Facing increasing criticism, California legislators defend Hawaii trip during COVID-19 surge
California lawmakers who flew to a conference in Maui amid the pandemic broke their silence over the controversy Wednesday, defending the trip by calling it safe despite officials in their home state advising people not to travel during the current surge in COVID-19 cases.
The travel by at least ten state lawmakers has drawn sharp criticism back in California, where observers say it sends the wrong message for legislators to leave the state and gather at a resort when COVID-19 cases are surging, leading to tougher restrictions on the movement of average residents.
The annual conference hosted by the San Diego-based Independent Voter Project has also been blasted by watchdog groups because corporate and labor interests that lobby the Legislature pick up many of the lawmakers’ tabs for a chance to schmooze with them out of the public eye.
“In normal times it is an abuse of office to have oil, utility and other big companies that lobby in the Capitol paying for an Hawaiian getaway replete with golf, hula show and mai tais,” said Jamie Court, president of the group Consumer Watchdog. “In COVID times, it is an abomination that legislators would break quarantine to play in the sun at a four-star resort.”
Statewide, COVID-19 cases in the first week of November jumped 51%, eclipsing the previous record increase of 39% the last week of spring, Gov. Gavin Newsom said on Monday.
About 20 legislators from California, Washington and Texas are among those attending the conference at the Fairmont Kea Lani Hotel in Wailea, where rooms start at more than $500 per night.
The four-day event kicked off Monday, just three days after Newsom urged Californians not to travel out of state and to quarantine if they did so.
Dan Howle, president of the Independent Voter Project, said all of the 75 participants in the conference had to show proof of a negative COVID-19 test to attend.
The state Department of Public health guidelines note that anyone arriving in California from other states should quarantine for 14 days.
Howle said Wednesday that all of the lawmakers “are committed to honoring the 14 days” of quarantine upon return when the conference ends Thursday unless they take a COVID test when they get back to California and the results are negative. However, the state’s out-of-state travel quarantine guidelines do not make an exception for those who have received a negative test result.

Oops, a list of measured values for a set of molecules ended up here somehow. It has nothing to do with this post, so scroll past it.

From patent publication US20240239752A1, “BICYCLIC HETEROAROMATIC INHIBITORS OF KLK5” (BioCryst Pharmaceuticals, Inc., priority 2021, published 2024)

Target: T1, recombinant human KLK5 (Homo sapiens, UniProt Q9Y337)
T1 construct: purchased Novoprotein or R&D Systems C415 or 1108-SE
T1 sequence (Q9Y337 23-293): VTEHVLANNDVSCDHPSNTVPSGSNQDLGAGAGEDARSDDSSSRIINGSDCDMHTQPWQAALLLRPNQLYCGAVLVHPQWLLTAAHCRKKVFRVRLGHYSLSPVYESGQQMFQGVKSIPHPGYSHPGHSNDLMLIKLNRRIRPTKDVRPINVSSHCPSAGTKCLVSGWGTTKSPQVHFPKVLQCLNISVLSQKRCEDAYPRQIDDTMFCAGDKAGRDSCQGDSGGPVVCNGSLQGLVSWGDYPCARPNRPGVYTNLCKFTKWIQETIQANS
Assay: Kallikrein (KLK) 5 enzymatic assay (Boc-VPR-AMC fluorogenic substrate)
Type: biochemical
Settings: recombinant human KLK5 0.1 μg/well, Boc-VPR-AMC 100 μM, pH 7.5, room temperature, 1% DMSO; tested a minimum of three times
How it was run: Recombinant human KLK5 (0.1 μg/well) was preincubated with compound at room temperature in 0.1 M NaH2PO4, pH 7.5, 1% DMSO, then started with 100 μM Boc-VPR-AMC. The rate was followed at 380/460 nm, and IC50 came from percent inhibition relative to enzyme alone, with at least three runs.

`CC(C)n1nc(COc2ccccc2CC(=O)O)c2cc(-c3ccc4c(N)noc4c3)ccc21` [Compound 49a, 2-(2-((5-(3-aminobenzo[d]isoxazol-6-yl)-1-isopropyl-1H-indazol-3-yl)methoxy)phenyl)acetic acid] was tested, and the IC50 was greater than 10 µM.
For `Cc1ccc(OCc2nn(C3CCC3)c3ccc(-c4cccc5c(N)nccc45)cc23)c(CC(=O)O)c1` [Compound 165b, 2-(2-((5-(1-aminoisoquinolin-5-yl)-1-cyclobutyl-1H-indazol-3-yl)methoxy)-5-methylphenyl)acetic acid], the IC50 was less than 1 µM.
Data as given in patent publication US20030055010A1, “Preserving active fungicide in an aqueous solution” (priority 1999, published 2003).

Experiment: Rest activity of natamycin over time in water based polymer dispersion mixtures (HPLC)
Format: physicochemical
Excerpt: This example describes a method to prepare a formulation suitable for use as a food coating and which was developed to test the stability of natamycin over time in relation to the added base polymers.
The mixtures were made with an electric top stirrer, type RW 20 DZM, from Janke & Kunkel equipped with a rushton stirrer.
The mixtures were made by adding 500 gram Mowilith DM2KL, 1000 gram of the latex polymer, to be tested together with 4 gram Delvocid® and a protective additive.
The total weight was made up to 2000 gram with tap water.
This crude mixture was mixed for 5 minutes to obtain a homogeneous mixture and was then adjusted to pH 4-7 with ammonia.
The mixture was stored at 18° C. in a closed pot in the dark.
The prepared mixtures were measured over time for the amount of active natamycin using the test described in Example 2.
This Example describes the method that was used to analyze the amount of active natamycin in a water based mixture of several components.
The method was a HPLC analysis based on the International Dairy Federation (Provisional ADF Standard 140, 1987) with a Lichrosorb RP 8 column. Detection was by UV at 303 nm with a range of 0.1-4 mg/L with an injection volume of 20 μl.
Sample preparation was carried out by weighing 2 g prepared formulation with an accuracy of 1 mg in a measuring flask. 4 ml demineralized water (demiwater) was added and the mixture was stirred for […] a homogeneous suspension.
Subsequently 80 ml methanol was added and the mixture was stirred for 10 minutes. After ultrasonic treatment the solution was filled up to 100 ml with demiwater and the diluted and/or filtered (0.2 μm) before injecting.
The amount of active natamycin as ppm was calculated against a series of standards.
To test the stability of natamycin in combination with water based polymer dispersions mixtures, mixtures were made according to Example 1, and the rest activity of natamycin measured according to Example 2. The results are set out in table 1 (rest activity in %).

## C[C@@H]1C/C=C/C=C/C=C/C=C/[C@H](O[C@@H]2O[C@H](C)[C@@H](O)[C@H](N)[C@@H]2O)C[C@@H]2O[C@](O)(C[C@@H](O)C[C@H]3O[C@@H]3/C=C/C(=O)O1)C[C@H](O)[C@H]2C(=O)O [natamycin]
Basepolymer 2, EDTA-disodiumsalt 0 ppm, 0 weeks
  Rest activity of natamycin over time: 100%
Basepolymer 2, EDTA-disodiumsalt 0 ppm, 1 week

“We are recommending waiting three days before taking the test,” Howle added.
The annual conference has generated controversy for most of its 18 years because many legislators have much of their travel expenses covered by the host — about $3,500 each last year — which receives money from special interests lobbying at the Capitol.
Howle declined to disclose this year’s corporate sponsors.
In past years, contributors to the conference costs included cigarette maker Altria, Southern California Edison, Pacific Gas & Electric, the California Beer and Beverage Distributors, the Pharmaceutical Research and Manufacturers Assn., Chevron and the state prison guards union.
While many lawmakers have some travel expenses paid by the host, Assemblyman Frank Bigelow (R-O’Neals) said he is paying his own way and thinks the trip is worthwhile because the conference includes a discussion of how to safely reopen California’s economy amid the COVID-19 pandemic.
“The blanket response to Covid-19 does not work for small businesses, schools, and working families in rural California,” Bigelow said in a statement released by his office. “I am paying for myself to be here, following the strictest Covid-19 safety protocols, and tested negative to Covid-19 just prior to my arrival.”
Bigelow said he plans to quarantine when he returns to California.
The Independent Voter Project has declined to identify which legislators are attending the annual event, but some have acknowledged their participation while others have stayed mum.
Those attending include Republican Assembly members Heath Flora of Ripon and Jordan Cunningham of Paso Robles, Republican Sen. Andreas Borgeas of Modesto, Democratic Sen. Bill Dodd of Napa, Democratic Assembly members Blanca Rubio of Baldwin Park, Mike Gipson of Carson, Jose Medina of Riverside and Wendy Carrillo of Los Angeles, as well as Chad Mayes of Rancho Mirage, who won reelection this month as unaffiliated with any political party.
Mayes has declined comment.
Cunningham confirmed Wednesday that he is at the conference with his family, saying it is a safe environment.
“This event promotes intelligent public policy in our state,” Cunningham said in a statement. “We paid for my family’s tickets and COVID tests with personal money — no state funds were used.”
Flora, who is the Assembly minority floor leader, said in a statement that Newsom’s decision this week to go back to restricting businesses and public gatherings because of a surge in COVID-19 cases makes the conference timely.
“Participants are discussing how to safely re-open larger sectors of the economy and the discussion suddenly became more urgent with Newsom’s announcement on Monday,” Flora said. “Simply shutting down 95% of the state might’ve made sense back in April or May, but we understand so much more now than we did then. We’re way past blanket solutions.”
Court, the head of Consumer Watchdog, was not persuaded by the legislators’ statements.
“You can have a discussion about opening safely on Zoom if you don’t care about the golf, the beach and the [cocktails],” Court said. “This has and will always be a world-class junket. This year it’s also a lethal one that shows disrespect for the quarantine and those hunkering down to do the right thing.”
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